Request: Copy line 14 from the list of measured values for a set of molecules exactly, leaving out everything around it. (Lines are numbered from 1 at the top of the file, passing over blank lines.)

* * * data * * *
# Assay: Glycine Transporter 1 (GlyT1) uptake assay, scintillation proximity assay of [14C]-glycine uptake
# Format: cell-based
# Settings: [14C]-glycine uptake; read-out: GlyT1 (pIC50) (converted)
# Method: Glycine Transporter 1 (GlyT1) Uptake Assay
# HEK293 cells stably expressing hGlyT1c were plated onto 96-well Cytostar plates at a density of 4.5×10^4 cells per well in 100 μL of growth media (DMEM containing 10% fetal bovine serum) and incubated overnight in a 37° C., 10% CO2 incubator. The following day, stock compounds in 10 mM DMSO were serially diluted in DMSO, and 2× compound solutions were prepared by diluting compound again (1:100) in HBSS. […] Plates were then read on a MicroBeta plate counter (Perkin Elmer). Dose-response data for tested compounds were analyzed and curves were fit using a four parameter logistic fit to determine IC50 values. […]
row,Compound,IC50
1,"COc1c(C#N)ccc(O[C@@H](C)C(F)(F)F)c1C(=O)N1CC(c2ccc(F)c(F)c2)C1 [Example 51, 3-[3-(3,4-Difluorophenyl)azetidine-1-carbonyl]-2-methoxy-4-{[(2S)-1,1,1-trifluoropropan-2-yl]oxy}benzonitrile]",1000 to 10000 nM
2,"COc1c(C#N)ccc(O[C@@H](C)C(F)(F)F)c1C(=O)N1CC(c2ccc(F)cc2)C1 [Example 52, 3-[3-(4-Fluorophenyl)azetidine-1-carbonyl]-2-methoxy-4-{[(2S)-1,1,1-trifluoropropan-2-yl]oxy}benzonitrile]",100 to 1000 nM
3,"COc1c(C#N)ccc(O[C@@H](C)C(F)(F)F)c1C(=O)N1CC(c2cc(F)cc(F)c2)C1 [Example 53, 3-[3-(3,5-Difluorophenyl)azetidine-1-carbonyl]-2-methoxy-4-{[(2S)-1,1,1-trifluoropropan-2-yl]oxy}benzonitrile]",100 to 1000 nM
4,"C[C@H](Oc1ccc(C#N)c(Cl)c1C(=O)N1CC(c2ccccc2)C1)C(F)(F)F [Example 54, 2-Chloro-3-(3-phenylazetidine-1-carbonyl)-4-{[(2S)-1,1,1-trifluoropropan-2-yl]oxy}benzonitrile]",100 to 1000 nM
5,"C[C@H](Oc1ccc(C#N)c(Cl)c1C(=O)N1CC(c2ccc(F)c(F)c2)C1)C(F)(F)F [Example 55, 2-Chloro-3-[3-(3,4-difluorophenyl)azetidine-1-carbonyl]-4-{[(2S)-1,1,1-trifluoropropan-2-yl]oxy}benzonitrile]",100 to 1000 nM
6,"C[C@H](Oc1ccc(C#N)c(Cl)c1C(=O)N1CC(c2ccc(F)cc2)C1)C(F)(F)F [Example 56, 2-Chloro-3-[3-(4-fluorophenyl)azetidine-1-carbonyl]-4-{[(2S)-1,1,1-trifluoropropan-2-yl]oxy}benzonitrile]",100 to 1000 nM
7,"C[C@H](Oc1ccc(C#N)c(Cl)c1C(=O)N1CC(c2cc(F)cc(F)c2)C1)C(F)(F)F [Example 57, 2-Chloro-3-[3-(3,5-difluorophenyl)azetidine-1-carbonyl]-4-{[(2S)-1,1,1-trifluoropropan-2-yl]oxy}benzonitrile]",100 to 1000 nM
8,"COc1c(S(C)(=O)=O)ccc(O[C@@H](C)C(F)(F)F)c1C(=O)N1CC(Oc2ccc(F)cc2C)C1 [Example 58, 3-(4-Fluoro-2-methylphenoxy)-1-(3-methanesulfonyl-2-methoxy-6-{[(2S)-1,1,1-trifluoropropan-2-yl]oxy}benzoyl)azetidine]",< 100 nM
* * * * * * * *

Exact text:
8,"COc1c(S(C)(=O)=O)ccc(O[C@@H](C)C(F)(F)F)c1C(=O)N1CC(Oc2ccc(F)cc2C)C1 [Example 58, 3-(4-Fluoro-2-methylphenoxy)-1-(3-methanesulfonyl-2-methoxy-6-{[(2S)-1,1,1-trifluoropropan-2-yl]oxy}benzoyl)azetidine]",< 100 nM